“I feel optimistic about finding a new home soon,” Frank tells me. She says that she’s been getting a lot of inquiries from possible new homes, some of which were from interesting and unexpected places. The last I heard, she’s still shopping around — so if you’re a company thinking about investing in some pretty rockin’ podcasting talent, you’d best reach out soon. You can find Hillary on Twitter and on her website.
Gimlet’s upcoming slate of shows. My earballs are happy again. Supporting the notion that there is, indeed, a summer slump and that fall is the true starting point of programming season even in Podcastland, Gimlet rolled out the first episode of a new Startup mini-season on Thursday. For this short run, the show turned the focus back on itself, and the episode is fantastic…okay, wait. It’s more than fantastic.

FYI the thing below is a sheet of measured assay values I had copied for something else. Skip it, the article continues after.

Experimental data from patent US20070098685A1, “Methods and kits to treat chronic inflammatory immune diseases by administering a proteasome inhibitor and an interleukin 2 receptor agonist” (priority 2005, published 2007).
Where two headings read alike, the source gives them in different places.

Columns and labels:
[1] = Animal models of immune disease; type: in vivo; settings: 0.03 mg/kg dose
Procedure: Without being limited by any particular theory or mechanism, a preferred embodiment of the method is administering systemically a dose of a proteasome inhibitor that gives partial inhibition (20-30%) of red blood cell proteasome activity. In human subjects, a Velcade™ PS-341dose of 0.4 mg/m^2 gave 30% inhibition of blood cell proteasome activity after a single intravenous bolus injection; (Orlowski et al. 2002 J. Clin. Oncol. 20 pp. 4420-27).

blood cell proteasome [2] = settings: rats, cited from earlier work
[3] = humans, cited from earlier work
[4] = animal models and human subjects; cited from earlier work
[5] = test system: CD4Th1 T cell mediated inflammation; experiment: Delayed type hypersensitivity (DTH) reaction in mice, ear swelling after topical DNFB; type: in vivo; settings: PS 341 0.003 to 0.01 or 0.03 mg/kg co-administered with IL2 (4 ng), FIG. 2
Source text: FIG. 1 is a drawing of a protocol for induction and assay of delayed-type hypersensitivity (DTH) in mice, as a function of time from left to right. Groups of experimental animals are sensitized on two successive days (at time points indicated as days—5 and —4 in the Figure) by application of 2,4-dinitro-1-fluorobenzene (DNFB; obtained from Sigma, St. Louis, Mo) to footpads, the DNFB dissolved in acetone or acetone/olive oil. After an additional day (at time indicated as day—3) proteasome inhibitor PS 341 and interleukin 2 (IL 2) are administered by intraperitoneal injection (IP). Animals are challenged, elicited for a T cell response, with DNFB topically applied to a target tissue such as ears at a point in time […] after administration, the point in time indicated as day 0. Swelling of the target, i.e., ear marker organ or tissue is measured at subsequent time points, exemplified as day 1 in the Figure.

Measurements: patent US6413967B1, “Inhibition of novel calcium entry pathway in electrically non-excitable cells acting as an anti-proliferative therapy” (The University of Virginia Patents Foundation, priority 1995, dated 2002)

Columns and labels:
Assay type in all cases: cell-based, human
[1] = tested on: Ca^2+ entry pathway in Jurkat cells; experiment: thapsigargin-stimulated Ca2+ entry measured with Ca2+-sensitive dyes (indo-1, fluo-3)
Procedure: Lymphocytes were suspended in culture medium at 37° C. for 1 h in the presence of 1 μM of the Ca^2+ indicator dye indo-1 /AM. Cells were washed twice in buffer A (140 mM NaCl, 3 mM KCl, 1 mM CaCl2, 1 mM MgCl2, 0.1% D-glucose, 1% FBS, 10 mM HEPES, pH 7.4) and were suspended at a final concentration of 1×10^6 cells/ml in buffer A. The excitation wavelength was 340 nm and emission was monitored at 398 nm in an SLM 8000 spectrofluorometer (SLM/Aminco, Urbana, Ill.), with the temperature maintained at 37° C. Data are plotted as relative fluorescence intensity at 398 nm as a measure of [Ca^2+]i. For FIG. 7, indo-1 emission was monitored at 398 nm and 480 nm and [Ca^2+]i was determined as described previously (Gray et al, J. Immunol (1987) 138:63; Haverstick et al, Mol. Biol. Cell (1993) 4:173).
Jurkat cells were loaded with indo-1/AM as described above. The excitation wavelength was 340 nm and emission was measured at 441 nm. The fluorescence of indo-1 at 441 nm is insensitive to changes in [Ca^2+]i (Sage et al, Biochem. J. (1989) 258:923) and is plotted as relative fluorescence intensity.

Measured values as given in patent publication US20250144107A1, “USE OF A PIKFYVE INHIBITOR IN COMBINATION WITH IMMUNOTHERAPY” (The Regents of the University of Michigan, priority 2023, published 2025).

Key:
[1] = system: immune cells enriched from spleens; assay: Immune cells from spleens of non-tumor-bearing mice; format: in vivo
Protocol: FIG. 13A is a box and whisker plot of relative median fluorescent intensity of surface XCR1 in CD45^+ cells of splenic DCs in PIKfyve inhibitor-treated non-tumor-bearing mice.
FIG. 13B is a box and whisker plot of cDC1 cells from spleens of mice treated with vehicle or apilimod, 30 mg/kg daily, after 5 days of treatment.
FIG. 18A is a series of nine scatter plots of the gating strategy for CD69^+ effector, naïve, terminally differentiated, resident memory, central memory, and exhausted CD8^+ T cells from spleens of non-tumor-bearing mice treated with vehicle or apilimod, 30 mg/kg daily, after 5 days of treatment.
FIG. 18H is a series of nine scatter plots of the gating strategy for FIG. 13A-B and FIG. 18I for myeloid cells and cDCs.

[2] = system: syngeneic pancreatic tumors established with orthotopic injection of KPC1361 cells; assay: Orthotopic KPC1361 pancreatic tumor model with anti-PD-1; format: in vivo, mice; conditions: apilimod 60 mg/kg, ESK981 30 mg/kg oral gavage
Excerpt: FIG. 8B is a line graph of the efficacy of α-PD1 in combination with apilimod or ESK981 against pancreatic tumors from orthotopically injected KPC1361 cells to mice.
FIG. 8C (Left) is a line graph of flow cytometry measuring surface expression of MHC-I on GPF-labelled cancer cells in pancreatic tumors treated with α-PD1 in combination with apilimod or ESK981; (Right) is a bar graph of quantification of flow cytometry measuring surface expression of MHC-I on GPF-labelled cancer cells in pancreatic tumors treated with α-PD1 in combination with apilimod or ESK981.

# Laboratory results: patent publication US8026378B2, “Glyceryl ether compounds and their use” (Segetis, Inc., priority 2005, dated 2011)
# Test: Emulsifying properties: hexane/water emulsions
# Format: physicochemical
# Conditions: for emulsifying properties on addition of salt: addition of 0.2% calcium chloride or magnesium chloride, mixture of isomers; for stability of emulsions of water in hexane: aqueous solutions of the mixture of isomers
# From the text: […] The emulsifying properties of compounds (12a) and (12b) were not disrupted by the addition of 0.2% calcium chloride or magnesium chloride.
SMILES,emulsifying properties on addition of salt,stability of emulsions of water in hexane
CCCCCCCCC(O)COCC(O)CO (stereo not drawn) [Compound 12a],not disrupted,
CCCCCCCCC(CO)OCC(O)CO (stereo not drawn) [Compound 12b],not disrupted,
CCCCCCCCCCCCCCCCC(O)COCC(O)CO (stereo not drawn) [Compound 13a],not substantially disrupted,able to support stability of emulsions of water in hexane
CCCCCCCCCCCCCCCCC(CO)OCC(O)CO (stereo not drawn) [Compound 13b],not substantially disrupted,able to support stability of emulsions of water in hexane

I think I might’ve already expressed this, but I didn’t really enjoy the second season all that much. Which is not to say that I thought it was bad, necessarily — the season was solid, and the larger ideas the show sought to tackle then were good and ambitious and worth spending so much time unpacking. But the season never really hit the heights of the first, which suggested a kind of misunderstanding of what made that first season so special. A good friend of mine articulated the difference well: The first season was really a bildungsroman, a diaristic coming-of-age story that conveyed impossible stakes through authentic confession. In contrast, the second season tracked like a Wired article — perfectly fine on its own terms, but which gave up a sense of connection because the predominant mode was a subtle negotiation between reporter and subject, as opposed to confessional confidence. The end result just wasn’t…special, which is perhaps an unfair thing to keep asking for, but hey a boy can dream. Last Thursday’s episode was an unambiguous return to form, and tugged my black ol’ heart in ways I haven’t felt in a while. It felt, distinctly, like I had come home.